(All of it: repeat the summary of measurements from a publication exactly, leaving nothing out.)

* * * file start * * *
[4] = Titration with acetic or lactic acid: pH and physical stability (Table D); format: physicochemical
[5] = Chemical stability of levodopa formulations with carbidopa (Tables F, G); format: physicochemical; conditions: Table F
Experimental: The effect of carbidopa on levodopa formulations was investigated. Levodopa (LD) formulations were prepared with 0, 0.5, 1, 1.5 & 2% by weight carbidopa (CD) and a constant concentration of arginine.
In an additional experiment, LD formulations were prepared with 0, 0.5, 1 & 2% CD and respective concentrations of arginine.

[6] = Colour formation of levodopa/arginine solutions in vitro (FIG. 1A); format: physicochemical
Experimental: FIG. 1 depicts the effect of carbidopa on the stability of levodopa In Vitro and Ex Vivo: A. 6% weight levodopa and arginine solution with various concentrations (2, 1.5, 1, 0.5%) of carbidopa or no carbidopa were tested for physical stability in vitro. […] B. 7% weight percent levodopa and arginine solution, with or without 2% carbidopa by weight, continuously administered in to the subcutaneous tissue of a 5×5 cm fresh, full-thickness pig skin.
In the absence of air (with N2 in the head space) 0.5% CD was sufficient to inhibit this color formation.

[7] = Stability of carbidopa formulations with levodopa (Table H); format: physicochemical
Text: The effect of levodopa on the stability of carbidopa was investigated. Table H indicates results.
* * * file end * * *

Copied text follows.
[4] = Titration with acetic or lactic acid: pH and physical stability (Table D); format: physicochemical
[5] = Chemical stability of levodopa formulations with carbidopa (Tables F, G); format: physicochemical; conditions: Table F
Experimental: The effect of carbidopa on levodopa formulations was investigated. Levodopa (LD) formulations were prepared with 0, 0.5, 1, 1.5 & 2% by weight carbidopa (CD) and a constant concentration of arginine.
In an additional experiment, LD formulations were prepared with 0, 0.5, 1 & 2% CD and respective concentrations of arginine.

[6] = Colour formation of levodopa/arginine solutions in vitro (FIG. 1A); format: physicochemical
Experimental: FIG. 1 depicts the effect of carbidopa on the stability of levodopa In Vitro and Ex Vivo: A. 6% weight levodopa and arginine solution with various concentrations (2, 1.5, 1, 0.5%) of carbidopa or no carbidopa were tested for physical stability in vitro. […] B. 7% weight percent levodopa and arginine solution, with or without 2% carbidopa by weight, continuously administered in to the subcutaneous tissue of a 5×5 cm fresh, full-thickness pig skin.
In the absence of air (with N2 in the head space) 0.5% CD was sufficient to inhibit this color formation.

[7] = Stability of carbidopa formulations with levodopa (Table H); format: physicochemical
Text: The effect of levodopa on the stability of carbidopa was investigated. Table H indicates results.